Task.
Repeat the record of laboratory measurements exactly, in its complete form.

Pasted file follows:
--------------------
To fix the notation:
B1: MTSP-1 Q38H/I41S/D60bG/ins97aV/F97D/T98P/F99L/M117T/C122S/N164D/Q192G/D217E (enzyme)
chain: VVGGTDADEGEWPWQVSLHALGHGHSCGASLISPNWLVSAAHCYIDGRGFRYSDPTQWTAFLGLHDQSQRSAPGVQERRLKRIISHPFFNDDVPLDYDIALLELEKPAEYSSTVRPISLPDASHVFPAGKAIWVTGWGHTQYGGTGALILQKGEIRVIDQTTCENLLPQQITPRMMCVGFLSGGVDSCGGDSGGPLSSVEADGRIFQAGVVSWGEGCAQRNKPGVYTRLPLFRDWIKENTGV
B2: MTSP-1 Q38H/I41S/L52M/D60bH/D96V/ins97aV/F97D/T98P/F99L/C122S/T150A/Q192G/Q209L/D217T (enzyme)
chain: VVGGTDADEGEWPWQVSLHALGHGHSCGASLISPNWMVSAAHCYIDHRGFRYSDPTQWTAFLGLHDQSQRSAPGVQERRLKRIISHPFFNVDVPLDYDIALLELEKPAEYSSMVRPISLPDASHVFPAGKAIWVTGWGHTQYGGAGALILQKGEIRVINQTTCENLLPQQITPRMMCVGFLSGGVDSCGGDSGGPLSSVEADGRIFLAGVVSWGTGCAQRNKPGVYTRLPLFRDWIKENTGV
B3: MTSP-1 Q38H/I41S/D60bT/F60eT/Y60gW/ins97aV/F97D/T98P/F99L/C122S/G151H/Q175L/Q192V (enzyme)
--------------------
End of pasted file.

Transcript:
To fix the notation:
B1: MTSP-1 Q38H/I41S/D60bG/ins97aV/F97D/T98P/F99L/M117T/C122S/N164D/Q192G/D217E (enzyme)
chain: VVGGTDADEGEWPWQVSLHALGHGHSCGASLISPNWLVSAAHCYIDGRGFRYSDPTQWTAFLGLHDQSQRSAPGVQERRLKRIISHPFFNDDVPLDYDIALLELEKPAEYSSTVRPISLPDASHVFPAGKAIWVTGWGHTQYGGTGALILQKGEIRVIDQTTCENLLPQQITPRMMCVGFLSGGVDSCGGDSGGPLSSVEADGRIFQAGVVSWGEGCAQRNKPGVYTRLPLFRDWIKENTGV
B2: MTSP-1 Q38H/I41S/L52M/D60bH/D96V/ins97aV/F97D/T98P/F99L/C122S/T150A/Q192G/Q209L/D217T (enzyme)
chain: VVGGTDADEGEWPWQVSLHALGHGHSCGASLISPNWMVSAAHCYIDHRGFRYSDPTQWTAFLGLHDQSQRSAPGVQERRLKRIISHPFFNVDVPLDYDIALLELEKPAEYSSMVRPISLPDASHVFPAGKAIWVTGWGHTQYGGAGALILQKGEIRVINQTTCENLLPQQITPRMMCVGFLSGGVDSCGGDSGGPLSSVEADGRIFLAGVVSWGTGCAQRNKPGVYTRLPLFRDWIKENTGV
B3: MTSP-1 Q38H/I41S/D60bT/F60eT/Y60gW/ins97aV/F97D/T98P/F99L/C122S/G151H/Q175L/Q192V (enzyme)